How CloudTrail works - AWS CloudTrail

How CloudTrail works

CloudTrail is enabled on your AWS account when you create it. When activity occurs in your AWS account, that activity is recorded in a CloudTrail event. You can easily view events in the CloudTrail console by going to Event history.

Event history allows you to view, search, and download the past 90 days of activity in your AWS account. In addition, you can create a CloudTrail trail to archive, analyze, and respond to changes in your AWS resources. A trail is a configuration that enables delivery of events to an Amazon S3 bucket that you specify. You can also deliver and analyze events in a trail with Amazon CloudWatch Logs and Amazon EventBridge. You can create a trail with the CloudTrail console, the AWS CLI, or the CloudTrail API.

You can create two types of trails for an AWS account:

A trail that applies to all regions

When you create a trail that applies to all regions, CloudTrail records events in each region and delivers the CloudTrail event log files to an S3 bucket that you specify. If a region is added after you create a trail that applies to all regions, that new region is automatically included, and events in that region are logged. Because creating a trail in all regions is a recommended best practice, so you capture activity in all regions in your account, an all-regions trail is the default option when you create a trail in the CloudTrail console. You can only update a single-region trail to log all regions by using the AWS CLI. For more information, see Creating a trail in the console (basic event selectors).

A trail that applies to one region

When you create a trail that applies to one region, CloudTrail records the events in that region only. It then delivers the CloudTrail event log files to an Amazon S3 bucket that you specify. You can only create a single-region trail by using the AWS CLI. If you create additional single trails, you can have those trails deliver CloudTrail event log files to the same Amazon S3 bucket or to separate buckets. This is the default option when you create a trail using the AWS CLI or the CloudTrail API. For more information, see Creating, updating, and managing trails with the AWS Command Line Interface.


For both types of trails, you can specify an Amazon S3 bucket from any region.

Beginning on April 12, 2019, trails will be viewable only in the AWS Regions where they log events. If you create a trail that logs events in all AWS Regions, it will appear in the console in all AWS Regions. If you create a trail that only logs events in a single AWS Region, you can view and manage it only in that AWS Region.

If you have created an organization in AWS Organizations, you can also create a trail that will log all events for all AWS accounts in that organization. This is referred to as an organization trail. Organization trails can apply to all AWS Regions or one Region. Organization trails must be created in the management account, and when specified as applying to an organization, are automatically applied to all member accounts in the organization. Member accounts will be able to see the organization trail, but cannot modify or delete it. By default, member accounts will not have access to the log files for the organization trail in the Amazon S3 bucket.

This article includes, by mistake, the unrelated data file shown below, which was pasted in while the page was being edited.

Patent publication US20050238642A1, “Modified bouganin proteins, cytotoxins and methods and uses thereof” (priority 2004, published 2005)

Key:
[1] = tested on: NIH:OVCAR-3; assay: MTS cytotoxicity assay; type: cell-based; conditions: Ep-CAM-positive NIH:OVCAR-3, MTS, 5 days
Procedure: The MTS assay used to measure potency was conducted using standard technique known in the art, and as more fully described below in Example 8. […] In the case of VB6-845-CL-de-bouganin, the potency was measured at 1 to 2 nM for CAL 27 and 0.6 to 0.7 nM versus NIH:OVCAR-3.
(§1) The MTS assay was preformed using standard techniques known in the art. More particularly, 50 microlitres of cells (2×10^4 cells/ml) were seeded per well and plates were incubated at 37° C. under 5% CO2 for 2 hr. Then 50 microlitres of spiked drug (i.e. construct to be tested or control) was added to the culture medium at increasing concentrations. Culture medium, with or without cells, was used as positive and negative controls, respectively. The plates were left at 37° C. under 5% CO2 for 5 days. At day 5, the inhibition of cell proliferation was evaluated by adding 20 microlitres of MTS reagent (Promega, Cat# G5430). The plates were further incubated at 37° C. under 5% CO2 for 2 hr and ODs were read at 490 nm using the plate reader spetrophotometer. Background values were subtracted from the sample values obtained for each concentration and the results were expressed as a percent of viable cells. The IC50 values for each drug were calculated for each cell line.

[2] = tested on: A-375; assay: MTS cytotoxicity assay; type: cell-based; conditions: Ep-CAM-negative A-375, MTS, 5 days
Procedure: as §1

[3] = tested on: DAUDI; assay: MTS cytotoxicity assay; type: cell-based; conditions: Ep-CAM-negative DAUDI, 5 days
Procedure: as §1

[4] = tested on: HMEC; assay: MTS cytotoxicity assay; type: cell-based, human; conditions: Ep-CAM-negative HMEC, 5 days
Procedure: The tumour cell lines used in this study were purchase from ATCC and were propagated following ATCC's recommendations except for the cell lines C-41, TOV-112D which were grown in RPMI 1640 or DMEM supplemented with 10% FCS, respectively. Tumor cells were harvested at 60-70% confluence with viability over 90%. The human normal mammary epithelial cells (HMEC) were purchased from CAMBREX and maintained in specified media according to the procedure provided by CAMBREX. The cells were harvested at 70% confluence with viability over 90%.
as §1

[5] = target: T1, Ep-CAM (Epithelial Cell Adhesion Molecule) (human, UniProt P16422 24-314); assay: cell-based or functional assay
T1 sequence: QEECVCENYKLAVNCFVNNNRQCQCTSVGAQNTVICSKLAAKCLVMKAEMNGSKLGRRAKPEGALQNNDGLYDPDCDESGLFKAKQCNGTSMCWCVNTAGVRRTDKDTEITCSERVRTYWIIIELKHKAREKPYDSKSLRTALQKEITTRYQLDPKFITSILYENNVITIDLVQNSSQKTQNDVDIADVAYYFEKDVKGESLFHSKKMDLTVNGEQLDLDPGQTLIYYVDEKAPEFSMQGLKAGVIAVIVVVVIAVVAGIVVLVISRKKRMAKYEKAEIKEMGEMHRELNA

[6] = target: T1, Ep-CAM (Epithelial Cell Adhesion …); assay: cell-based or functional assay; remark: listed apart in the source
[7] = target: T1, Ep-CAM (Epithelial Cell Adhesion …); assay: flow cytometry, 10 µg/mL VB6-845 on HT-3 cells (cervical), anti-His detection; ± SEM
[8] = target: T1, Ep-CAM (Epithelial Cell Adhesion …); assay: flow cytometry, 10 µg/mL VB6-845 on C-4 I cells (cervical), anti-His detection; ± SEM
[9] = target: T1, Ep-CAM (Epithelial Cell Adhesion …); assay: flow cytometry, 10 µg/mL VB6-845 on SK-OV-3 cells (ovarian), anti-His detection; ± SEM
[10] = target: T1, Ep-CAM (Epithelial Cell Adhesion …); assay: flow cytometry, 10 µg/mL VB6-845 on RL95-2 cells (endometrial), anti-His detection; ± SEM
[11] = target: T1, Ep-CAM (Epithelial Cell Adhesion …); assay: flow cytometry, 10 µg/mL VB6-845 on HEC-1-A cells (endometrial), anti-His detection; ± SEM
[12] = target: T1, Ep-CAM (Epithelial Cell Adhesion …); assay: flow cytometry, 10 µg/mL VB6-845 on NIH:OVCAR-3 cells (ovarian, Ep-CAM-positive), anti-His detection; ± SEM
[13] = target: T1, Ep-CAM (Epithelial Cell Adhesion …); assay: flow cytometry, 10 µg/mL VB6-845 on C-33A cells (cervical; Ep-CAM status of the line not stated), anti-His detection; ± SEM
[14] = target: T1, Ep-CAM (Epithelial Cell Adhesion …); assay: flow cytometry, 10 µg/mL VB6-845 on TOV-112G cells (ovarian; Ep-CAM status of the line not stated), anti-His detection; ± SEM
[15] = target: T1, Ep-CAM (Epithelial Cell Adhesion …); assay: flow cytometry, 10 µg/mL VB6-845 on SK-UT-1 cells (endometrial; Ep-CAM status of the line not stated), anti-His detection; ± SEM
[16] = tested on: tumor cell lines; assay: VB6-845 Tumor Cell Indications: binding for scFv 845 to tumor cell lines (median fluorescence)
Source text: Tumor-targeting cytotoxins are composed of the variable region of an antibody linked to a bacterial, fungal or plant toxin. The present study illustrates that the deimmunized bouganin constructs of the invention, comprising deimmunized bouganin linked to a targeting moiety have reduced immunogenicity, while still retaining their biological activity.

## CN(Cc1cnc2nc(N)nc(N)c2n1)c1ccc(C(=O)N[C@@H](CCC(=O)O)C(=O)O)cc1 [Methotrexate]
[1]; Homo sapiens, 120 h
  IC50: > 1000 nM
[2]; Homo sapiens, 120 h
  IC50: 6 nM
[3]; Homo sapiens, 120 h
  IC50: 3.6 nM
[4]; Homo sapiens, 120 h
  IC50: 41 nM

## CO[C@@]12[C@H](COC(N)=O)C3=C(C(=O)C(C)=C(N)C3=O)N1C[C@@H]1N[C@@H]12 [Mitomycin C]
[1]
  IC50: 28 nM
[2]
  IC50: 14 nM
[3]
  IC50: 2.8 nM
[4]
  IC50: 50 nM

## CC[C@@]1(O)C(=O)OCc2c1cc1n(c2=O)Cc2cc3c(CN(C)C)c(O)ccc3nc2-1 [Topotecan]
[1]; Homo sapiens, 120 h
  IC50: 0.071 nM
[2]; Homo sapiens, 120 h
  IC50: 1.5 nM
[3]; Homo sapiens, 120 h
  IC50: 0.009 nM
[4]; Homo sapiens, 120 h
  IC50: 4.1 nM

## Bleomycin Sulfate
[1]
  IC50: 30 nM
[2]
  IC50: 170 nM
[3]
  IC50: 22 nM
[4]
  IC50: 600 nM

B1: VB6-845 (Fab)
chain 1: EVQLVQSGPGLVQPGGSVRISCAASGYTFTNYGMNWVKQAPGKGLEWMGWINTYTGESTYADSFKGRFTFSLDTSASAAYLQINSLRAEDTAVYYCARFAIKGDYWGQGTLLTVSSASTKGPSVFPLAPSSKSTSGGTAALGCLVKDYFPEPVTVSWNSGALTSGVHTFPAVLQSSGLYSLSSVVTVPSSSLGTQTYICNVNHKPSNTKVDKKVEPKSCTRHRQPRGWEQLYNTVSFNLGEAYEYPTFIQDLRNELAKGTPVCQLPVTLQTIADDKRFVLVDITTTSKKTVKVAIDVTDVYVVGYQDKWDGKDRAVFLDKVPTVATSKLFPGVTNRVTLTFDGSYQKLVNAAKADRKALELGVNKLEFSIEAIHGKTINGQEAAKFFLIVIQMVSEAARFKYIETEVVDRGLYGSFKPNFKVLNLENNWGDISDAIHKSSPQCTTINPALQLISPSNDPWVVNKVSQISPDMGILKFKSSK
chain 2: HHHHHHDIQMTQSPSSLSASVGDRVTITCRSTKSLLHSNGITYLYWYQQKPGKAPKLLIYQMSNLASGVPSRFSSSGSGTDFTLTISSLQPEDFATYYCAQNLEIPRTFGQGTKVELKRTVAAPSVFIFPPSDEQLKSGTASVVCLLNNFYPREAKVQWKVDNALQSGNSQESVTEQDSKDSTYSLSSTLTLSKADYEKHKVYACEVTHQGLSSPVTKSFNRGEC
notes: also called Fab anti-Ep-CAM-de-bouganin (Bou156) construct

You can change the configuration of a trail after you create it, including whether it logs events in one region or all regions. To change a single-region trail to an all-region trail, or vice-versa, you must run the AWS CLI update-trail command. You can also change whether it logs data or CloudTrail Insights events. Changing whether a trail logs events in one region or in all regions affects which events are logged. For more information, see Managing trails with the AWS CLI (AWS CLI), and Working with CloudTrail log files.

By default, CloudTrail event log files are encrypted using Amazon S3 server-side encryption (SSE). You can also choose to encrypt your log files with an AWS Key Management Service (AWS KMS) key. You can store your log files in your bucket for as long as you want. You can also define Amazon S3 lifecycle rules to archive or delete log files automatically. If you want notifications about log file delivery and validation, you can set up Amazon SNS notifications.

CloudTrail publishes log files multiple times an hour, about every five minutes. These log files contain API calls from services in the account that support CloudTrail. For more information, see CloudTrail supported services and integrations.


CloudTrail typically delivers logs within an average of about 15 minutes of an API call. This time is not guaranteed. Review the AWS CloudTrail Service Level Agreement for more information.

CloudTrail captures actions made directly by the user or on behalf of the user by an AWS service. For example, an AWS CloudFormation CreateStack call can result in additional API calls to Amazon EC2, Amazon RDS, Amazon EBS, or other services as required by the AWS CloudFormation template. This behavior is normal and expected. You can identify if the action was taken by an AWS service with the invokedby field in the CloudTrail event.

To get started with CloudTrail, see Getting started with AWS CloudTrail tutorial.

For CloudTrail pricing, see AWS CloudTrail Pricing. For Amazon S3 and Amazon SNS pricing, see Amazon S3 Pricing and Amazon SNS Pricing.